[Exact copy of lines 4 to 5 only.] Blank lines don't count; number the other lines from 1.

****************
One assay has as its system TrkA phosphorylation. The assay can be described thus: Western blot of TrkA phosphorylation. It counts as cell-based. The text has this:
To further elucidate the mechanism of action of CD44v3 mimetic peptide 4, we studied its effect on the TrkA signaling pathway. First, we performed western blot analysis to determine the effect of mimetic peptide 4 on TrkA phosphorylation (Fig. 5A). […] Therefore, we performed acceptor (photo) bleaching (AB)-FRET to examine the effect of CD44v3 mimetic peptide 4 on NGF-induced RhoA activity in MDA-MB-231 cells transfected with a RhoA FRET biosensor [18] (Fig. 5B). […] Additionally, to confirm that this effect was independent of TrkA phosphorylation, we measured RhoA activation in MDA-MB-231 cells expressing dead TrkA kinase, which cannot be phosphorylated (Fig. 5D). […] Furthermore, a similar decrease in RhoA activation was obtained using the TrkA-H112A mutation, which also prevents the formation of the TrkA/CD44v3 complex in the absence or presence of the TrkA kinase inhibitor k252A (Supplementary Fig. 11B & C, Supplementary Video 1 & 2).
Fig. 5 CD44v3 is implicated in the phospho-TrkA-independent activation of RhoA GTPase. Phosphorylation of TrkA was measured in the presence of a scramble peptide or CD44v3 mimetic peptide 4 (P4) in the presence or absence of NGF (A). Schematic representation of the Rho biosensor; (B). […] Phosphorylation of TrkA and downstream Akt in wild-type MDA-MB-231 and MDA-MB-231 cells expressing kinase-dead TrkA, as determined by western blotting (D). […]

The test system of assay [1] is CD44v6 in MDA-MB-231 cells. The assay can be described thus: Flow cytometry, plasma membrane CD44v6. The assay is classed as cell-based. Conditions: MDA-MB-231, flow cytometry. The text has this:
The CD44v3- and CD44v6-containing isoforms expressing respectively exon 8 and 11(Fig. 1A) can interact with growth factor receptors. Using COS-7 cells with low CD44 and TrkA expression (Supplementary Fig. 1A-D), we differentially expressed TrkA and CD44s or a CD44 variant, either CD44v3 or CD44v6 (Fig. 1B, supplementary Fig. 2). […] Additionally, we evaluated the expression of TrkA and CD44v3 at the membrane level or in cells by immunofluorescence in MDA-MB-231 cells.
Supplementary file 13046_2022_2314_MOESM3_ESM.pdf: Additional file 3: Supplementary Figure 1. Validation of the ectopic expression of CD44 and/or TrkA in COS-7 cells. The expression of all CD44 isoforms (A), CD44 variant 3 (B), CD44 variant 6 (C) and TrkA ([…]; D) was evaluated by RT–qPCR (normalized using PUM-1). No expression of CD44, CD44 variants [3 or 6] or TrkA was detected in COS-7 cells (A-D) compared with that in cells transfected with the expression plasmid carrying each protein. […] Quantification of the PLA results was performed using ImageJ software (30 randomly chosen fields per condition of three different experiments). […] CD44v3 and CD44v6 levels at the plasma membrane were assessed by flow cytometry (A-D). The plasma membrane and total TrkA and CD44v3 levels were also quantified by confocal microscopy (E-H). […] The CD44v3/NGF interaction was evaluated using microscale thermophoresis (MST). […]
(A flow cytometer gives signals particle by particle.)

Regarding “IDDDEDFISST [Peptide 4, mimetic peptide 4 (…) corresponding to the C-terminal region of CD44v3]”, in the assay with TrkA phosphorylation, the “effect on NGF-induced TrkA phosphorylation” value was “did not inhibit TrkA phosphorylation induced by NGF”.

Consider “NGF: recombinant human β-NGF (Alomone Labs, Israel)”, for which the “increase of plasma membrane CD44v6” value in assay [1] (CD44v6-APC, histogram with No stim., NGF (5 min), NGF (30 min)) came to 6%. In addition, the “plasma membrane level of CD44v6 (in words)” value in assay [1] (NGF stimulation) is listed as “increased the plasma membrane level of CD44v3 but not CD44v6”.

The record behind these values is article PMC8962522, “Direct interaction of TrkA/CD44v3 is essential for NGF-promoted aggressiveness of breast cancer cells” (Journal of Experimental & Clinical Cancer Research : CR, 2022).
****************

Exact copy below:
The test system of assay [1] is CD44v6 in MDA-MB-231 cells. The assay can be described thus: Flow cytometry, plasma membrane CD44v6. The assay is classed as cell-based. Conditions: MDA-MB-231, flow cytometry. The text has this:
The CD44v3- and CD44v6-containing isoforms expressing respectively exon 8 and 11(Fig. 1A) can interact with growth factor receptors. Using COS-7 cells with low CD44 and TrkA expression (Supplementary Fig. 1A-D), we differentially expressed TrkA and CD44s or a CD44 variant, either CD44v3 or CD44v6 (Fig. 1B, supplementary Fig. 2). […] Additionally, we evaluated the expression of TrkA and CD44v3 at the membrane level or in cells by immunofluorescence in MDA-MB-231 cells.